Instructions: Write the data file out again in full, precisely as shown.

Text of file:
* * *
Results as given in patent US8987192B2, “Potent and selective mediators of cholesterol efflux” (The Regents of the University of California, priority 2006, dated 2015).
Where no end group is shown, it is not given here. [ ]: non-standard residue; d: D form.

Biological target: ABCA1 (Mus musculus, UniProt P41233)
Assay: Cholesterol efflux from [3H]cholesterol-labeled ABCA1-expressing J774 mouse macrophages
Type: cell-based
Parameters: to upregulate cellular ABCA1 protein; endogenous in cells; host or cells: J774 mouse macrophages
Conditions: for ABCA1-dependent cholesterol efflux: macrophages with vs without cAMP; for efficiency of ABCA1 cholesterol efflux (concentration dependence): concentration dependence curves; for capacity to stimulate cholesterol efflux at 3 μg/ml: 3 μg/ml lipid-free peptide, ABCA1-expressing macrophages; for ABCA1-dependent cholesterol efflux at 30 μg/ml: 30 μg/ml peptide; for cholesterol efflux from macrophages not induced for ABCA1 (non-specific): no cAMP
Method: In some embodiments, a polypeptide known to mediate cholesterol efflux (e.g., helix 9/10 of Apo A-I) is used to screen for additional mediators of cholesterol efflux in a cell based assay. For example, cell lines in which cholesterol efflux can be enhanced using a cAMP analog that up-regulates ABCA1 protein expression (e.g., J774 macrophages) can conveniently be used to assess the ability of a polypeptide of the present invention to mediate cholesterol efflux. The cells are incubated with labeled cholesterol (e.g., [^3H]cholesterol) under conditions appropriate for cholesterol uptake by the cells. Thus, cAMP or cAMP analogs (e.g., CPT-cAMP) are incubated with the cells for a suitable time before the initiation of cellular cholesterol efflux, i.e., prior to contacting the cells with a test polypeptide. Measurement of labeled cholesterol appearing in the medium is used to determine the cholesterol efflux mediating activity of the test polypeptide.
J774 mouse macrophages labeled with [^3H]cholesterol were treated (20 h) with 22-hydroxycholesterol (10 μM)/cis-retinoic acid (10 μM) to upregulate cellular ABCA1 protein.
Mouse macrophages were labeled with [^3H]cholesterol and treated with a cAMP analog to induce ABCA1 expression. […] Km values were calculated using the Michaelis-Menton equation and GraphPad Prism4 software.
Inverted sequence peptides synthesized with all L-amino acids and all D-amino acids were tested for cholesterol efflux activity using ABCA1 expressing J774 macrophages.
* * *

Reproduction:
Results as given in patent US8987192B2, “Potent and selective mediators of cholesterol efflux” (The Regents of the University of California, priority 2006, dated 2015).
Where no end group is shown, it is not given here. [ ]: non-standard residue; d: D form.

Biological target: ABCA1 (Mus musculus, UniProt P41233)
Assay: Cholesterol efflux from [3H]cholesterol-labeled ABCA1-expressing J774 mouse macrophages
Type: cell-based
Parameters: to upregulate cellular ABCA1 protein; endogenous in cells; host or cells: J774 mouse macrophages
Conditions: for ABCA1-dependent cholesterol efflux: macrophages with vs without cAMP; for efficiency of ABCA1 cholesterol efflux (concentration dependence): concentration dependence curves; for capacity to stimulate cholesterol efflux at 3 μg/ml: 3 μg/ml lipid-free peptide, ABCA1-expressing macrophages; for ABCA1-dependent cholesterol efflux at 30 μg/ml: 30 μg/ml peptide; for cholesterol efflux from macrophages not induced for ABCA1 (non-specific): no cAMP
Method: In some embodiments, a polypeptide known to mediate cholesterol efflux (e.g., helix 9/10 of Apo A-I) is used to screen for additional mediators of cholesterol efflux in a cell based assay. For example, cell lines in which cholesterol efflux can be enhanced using a cAMP analog that up-regulates ABCA1 protein expression (e.g., J774 macrophages) can conveniently be used to assess the ability of a polypeptide of the present invention to mediate cholesterol efflux. The cells are incubated with labeled cholesterol (e.g., [^3H]cholesterol) under conditions appropriate for cholesterol uptake by the cells. Thus, cAMP or cAMP analogs (e.g., CPT-cAMP) are incubated with the cells for a suitable time before the initiation of cellular cholesterol efflux, i.e., prior to contacting the cells with a test polypeptide. Measurement of labeled cholesterol appearing in the medium is used to determine the cholesterol efflux mediating activity of the test polypeptide.
J774 mouse macrophages labeled with [^3H]cholesterol were treated (20 h) with 22-hydroxycholesterol (10 μM)/cis-retinoic acid (10 μM) to upregulate cellular ABCA1 protein.
Mouse macrophages were labeled with [^3H]cholesterol and treated with a cAMP analog to induce ABCA1 expression. […] Km values were calculated using the Michaelis-Menton equation and GraphPad Prism4 software.
Inverted sequence peptides synthesized with all L-amino acids and all D-amino acids were tested for cholesterol efflux activity using ABCA1 expressing J774 macrophages.